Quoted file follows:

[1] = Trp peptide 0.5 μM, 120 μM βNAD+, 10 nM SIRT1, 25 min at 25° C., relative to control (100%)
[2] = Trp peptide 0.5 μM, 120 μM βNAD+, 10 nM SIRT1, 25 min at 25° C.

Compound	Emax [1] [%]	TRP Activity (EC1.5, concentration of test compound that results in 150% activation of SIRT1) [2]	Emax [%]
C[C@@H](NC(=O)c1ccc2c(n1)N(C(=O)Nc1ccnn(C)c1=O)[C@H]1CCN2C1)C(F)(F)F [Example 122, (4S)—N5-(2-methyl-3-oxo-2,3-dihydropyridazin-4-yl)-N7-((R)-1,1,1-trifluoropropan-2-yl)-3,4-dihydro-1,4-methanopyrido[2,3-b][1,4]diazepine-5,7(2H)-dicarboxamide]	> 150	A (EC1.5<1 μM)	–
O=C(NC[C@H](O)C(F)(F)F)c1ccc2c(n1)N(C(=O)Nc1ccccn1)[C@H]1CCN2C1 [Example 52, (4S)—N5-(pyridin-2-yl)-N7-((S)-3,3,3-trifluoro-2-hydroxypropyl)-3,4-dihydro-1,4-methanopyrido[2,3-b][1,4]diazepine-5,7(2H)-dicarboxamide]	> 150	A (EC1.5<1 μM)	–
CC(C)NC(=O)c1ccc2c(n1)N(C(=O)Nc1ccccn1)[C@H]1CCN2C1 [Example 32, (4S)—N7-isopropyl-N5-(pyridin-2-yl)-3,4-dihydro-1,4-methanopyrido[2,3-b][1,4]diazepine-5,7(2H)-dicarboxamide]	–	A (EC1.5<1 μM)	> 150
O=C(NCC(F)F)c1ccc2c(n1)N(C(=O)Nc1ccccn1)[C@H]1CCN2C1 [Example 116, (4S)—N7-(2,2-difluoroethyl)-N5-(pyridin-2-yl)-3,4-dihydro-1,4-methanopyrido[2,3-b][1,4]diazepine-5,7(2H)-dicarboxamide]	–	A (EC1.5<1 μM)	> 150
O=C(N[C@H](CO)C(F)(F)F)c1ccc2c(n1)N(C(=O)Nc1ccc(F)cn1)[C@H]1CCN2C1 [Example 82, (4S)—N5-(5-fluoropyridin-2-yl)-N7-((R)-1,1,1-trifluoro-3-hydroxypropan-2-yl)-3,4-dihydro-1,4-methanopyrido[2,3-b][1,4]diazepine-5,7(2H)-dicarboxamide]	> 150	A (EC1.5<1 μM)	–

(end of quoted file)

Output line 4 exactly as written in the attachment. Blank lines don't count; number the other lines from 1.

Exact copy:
C[C@@H](NC(=O)c1ccc2c(n1)N(C(=O)Nc1ccnn(C)c1=O)[C@H]1CCN2C1)C(F)(F)F [Example 122, (4S)—N5-(2-methyl-3-oxo-2,3-dihydropyridazin-4-yl)-N7-((R)-1,1,1-trifluoropropan-2-yl)-3,4-dihydro-1,4-methanopyrido[2,3-b][1,4]diazepine-5,7(2H)-dicarboxamide]	> 150	A (EC1.5<1 μM)	–